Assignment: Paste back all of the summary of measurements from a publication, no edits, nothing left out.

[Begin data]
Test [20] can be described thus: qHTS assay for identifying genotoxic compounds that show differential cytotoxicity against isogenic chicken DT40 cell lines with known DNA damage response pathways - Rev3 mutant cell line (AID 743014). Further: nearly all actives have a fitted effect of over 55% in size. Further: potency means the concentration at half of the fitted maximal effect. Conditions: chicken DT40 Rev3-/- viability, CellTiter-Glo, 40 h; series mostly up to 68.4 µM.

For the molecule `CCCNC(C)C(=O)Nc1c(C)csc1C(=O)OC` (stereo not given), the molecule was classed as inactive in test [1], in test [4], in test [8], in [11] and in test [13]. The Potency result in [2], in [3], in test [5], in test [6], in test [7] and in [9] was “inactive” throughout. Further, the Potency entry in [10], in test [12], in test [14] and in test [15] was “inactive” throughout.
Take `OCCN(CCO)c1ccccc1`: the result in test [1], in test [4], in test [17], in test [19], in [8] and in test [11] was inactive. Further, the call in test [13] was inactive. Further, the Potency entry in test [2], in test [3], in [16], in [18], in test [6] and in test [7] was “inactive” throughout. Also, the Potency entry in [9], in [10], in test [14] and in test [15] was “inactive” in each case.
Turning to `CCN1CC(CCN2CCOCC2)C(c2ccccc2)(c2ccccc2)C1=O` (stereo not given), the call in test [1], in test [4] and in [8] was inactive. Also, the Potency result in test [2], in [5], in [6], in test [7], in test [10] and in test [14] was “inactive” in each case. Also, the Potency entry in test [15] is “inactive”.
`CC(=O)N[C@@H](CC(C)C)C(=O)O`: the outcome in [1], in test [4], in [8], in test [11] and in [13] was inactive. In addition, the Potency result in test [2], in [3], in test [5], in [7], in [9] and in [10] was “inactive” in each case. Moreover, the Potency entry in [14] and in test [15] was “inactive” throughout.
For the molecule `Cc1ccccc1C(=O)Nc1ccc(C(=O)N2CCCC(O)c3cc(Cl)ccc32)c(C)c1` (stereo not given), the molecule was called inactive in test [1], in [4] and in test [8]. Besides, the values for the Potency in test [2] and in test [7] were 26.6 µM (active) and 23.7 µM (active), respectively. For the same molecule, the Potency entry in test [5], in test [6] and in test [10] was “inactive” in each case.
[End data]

Test [20] can be described thus: qHTS assay for identifying genotoxic compounds that show differential cytotoxicity against isogenic chicken DT40 cell lines with known DNA damage response pathways - Rev3 mutant cell line (AID 743014). Further: nearly all actives have a fitted effect of over 55% in size. Further: potency means the concentration at half of the fitted maximal effect. Conditions: chicken DT40 Rev3-/- viability, CellTiter-Glo, 40 h; series mostly up to 68.4 µM.

For the molecule `CCCNC(C)C(=O)Nc1c(C)csc1C(=O)OC` (stereo not given), the molecule was classed as inactive in test [1], in test [4], in test [8], in [11] and in test [13]. The Potency result in [2], in [3], in test [5], in test [6], in test [7] and in [9] was “inactive” throughout. Further, the Potency entry in [10], in test [12], in test [14] and in test [15] was “inactive” throughout.
Take `OCCN(CCO)c1ccccc1`: the result in test [1], in test [4], in test [17], in test [19], in [8] and in test [11] was inactive. Further, the call in test [13] was inactive. Further, the Potency entry in test [2], in test [3], in [16], in [18], in test [6] and in test [7] was “inactive” throughout. Also, the Potency entry in [9], in [10], in test [14] and in test [15] was “inactive” in each case.
Turning to `CCN1CC(CCN2CCOCC2)C(c2ccccc2)(c2ccccc2)C1=O` (stereo not given), the call in test [1], in test [4] and in [8] was inactive. Also, the Potency result in test [2], in [5], in [6], in test [7], in test [10] and in test [14] was “inactive” in each case. Also, the Potency entry in test [15] is “inactive”.
`CC(=O)N[C@@H](CC(C)C)C(=O)O`: the outcome in [1], in test [4], in [8], in test [11] and in [13] was inactive. In addition, the Potency result in test [2], in [3], in test [5], in [7], in [9] and in [10] was “inactive” in each case. Moreover, the Potency entry in [14] and in test [15] was “inactive” throughout.
For the molecule `Cc1ccccc1C(=O)Nc1ccc(C(=O)N2CCCC(O)c3cc(Cl)ccc32)c(C)c1` (stereo not given), the molecule was called inactive in test [1], in [4] and in test [8]. Besides, the values for the Potency in test [2] and in test [7] were 26.6 µM (active) and 23.7 µM (active), respectively. For the same molecule, the Potency entry in test [5], in test [6] and in test [10] was “inactive” in each case.